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Encyclopedia > Charlie Utter

Charlie Utter (born near Niagara Falls, New York, 1838 - death unknown) was an early figure in the American Wild West, best known as a great friend and companion of Wild Bill Hickok. He is portrayed in the HBO television series, Deadwood. The real Charlie Utter is at least as interesting as that portrayed in the series, if not more so. American Falls, one of the three falls that make up Niagara Falls, is located in the city. ... 1838 was a common year starting on Monday (see link for calendar). ... Great Basin region, typical American West The Western United States has played a significant role in history and fiction. ... James Butler Hickok (May 27, 1837-August 2, 1876) better known as Wild Bill Hickok, was a semi-legendary figure in the American Wild West. ... HBO logo HBO (Home Box Office) is a premium cable television network. ... Deadwood is a weekly HBO television drama that premiered in March 2004. ...


Utter grew up in Illinois, then went westwards in search of his fortune, becoming a trapper, guide, and prospector in Colorado in the 1860s. In early 1876, Utter and his brother Steve Utter decided to take a wagon train of prospectors, gamblers, prostitutes, and assorted hopefuls from Georgetown, Colorado, to the gold rush around Deadwood, South Dakota. In Cheyenne, Wyoming, Wild Bill Hickok became partners with Utter in the train, and in Fort Laramie, Wyoming, Calamity Jane also joined up. The train arrived in Deadwood in July, 1876, and Utter began a lucrative express delivery service to Cheyenne, charging 25 cents to deliver a letter and often carrying as many as 2,000 letters per trip. State nickname: Land of Lincoln, The Prairie State Other U.S. States Capital Springfield Largest city Chicago Governor Rod Blagojevich (D) Official languages American English (as oppossed to Englands English) Area 149,998 km² (25th)  - Land 143,968 km²  - Water 6,030 km² (4. ... The human activity of trapping consists of hunting for animals to obtain their furs, which are then used for clothes and other artifacts, or sold / bartered (see fur trade). ... The term guide refers to an agency for directing or showing the way, specifically a person who leads or directs a stranger over unknown or unmapped country, or conducts travellers and tourists through a town, or over buildings of interest. ... A prospector is a person who prospects, or explores an area for natural resources such as minerals, oil, flora or fauna. ... State nickname: The Centennial State Other U.S. States Capital Denver Largest city Denver Governor Bill Owens (R) Official languages English Area 269,837 km² (8th)  - Land 268,879 km²  - Water 962 km² (0. ... Events and trends Italian unification under King Victor Emmanuel II. Wars for expansion and national unity continue until the incorporation of the Papal States (March 17, 1861 - September 20, 1870). ... 1876 is a leap year starting on Saturday. ... Wagon Train was a television series on NBC from 1957 to 1965. ... Gambling (or betting) is any behavior involving the risk of money or valuables on the outcome of a game, contest, or other event in which the outcome of that activity is partially or totally dependent upon chance. ... Prostitution is the sale of sexual services (typically manual stimulation, oral sex, sexual intercourse, or anal sex) for cash or other kind of return, generally indiscriminately with many persons. ... Georgetown is a town located in Clear Creek County, Colorado. ... Gold rush ad A gold rush is a period of feverish migration of workers into the area of a dramatic discovery of commercial quantities of gold. ... Deadwood is a city located in Lawrence County, South Dakota. ... Wyoming State Capitol in Cheyenne Cheyenne is the capital of Wyoming, a state of the United States of America. ... Fort Laramie is a town located in Goshen County, Wyoming. ... Calamity Jane at the age of 33. ... 1876 is a leap year starting on Saturday. ...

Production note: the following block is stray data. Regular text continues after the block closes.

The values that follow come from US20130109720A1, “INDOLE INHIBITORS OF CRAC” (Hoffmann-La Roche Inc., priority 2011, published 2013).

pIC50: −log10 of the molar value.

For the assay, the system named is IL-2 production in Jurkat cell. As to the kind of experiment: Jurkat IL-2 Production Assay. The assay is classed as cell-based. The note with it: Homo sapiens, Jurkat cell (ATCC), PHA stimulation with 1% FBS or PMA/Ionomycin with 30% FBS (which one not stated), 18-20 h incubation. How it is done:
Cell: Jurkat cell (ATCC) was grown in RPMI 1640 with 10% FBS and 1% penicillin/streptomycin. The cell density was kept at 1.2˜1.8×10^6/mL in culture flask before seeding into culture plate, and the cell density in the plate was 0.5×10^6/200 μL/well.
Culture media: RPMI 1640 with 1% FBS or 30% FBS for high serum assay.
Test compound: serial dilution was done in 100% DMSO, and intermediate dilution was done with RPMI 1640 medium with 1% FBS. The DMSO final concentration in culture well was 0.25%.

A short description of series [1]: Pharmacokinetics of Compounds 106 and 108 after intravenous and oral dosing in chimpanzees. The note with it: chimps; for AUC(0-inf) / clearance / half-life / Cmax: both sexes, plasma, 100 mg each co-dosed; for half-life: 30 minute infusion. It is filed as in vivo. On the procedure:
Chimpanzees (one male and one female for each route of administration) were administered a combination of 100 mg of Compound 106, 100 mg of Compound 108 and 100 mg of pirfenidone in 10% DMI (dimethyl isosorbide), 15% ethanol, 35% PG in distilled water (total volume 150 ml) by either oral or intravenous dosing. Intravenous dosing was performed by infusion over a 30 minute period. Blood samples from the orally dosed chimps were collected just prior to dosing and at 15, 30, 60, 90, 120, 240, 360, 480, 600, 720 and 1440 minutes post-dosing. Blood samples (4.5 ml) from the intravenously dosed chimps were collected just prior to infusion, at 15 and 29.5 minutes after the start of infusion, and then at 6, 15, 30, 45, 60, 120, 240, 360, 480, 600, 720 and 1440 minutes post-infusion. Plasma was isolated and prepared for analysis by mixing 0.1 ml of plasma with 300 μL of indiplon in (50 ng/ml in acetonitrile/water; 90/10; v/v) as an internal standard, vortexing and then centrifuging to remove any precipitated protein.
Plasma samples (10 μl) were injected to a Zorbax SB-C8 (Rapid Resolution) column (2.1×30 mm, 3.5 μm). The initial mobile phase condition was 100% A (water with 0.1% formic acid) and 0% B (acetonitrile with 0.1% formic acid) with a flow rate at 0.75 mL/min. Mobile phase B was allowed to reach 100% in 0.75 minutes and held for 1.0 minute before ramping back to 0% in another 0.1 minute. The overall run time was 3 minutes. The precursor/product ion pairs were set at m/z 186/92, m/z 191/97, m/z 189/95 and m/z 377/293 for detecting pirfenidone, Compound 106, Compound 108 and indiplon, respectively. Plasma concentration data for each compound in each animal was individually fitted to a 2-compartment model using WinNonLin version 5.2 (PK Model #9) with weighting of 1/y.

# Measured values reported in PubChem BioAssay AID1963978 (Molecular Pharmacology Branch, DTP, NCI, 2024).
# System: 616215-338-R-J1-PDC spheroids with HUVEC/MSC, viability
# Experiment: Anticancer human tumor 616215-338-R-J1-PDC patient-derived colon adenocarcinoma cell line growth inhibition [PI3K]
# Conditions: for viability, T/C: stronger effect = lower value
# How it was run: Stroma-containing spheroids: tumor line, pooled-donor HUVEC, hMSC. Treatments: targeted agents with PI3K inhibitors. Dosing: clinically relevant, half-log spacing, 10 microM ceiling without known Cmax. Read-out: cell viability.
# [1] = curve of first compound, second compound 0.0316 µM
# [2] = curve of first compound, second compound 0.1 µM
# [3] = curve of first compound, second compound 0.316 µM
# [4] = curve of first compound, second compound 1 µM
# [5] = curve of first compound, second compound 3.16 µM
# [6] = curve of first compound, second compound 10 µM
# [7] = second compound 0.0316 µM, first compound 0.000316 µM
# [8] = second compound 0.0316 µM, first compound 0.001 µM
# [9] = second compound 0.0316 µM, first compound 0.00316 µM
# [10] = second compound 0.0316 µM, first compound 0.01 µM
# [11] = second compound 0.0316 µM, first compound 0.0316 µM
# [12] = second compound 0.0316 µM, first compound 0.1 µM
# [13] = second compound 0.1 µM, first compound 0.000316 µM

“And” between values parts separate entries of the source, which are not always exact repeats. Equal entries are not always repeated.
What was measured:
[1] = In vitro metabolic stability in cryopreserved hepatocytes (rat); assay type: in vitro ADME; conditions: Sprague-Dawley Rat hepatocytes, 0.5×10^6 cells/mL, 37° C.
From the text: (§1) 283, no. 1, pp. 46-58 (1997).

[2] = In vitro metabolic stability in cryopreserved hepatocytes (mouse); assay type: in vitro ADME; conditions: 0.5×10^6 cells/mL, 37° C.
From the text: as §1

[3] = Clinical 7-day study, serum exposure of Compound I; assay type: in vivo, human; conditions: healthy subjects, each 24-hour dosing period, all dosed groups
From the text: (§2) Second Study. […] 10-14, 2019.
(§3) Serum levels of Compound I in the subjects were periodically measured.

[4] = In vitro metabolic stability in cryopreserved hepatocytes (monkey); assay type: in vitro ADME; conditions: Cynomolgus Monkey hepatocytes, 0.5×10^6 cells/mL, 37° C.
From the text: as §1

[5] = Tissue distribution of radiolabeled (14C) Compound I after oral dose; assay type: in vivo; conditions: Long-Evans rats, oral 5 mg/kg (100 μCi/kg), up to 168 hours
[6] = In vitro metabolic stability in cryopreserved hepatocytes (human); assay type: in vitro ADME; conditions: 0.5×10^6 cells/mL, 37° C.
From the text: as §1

Utter had been a close friend of Hickok for some time previous, constantly watching to ensure that Hickok's weaknesses of alcohol and gambling would not bring him to a bad end. Unfortunately, he was not present on August 2, 1876, when Hickok was fatally shot in the back by Jack McCall as he played poker. Utter claimed the body, and placed a notice in the local newspaper, the Black Hills Pioneer, which read In general usage, alcohol (from Arabic al-khwl الكحول, or al-ghawl الغول) refers almost always to ethanol, also known as grain alcohol, and often to any beverage that contains ethanol (see alcoholic beverage). ... Gambling (or betting) is any behavior involving risking money or property (making a wager or placing a stake) on the outcome of a game, contest, or other event in which the outcome of that activity depends partially or totally upon chance or upon ones ability to do something. ... August 2 is the 214th day of the year in the Gregorian Calendar (215th in leap years), with 151 days remaining. ... 1876 is a leap year starting on Saturday. ... Jack McCall (also known as Crooked Nose Jack) (born in the early 1850s in Jefferson County, Kentucky - died March 1, 1877 in Yankton, South Dakota) is the man who gained notoriety as a coward and a drunkard by shooting James Wild Bill Hickok in the back, to the point where... The Black Hills Pioneer, published by A. W. Merrick along with W. A. Laughlin, was the first newspaper in Deadwood, South Dakota. ...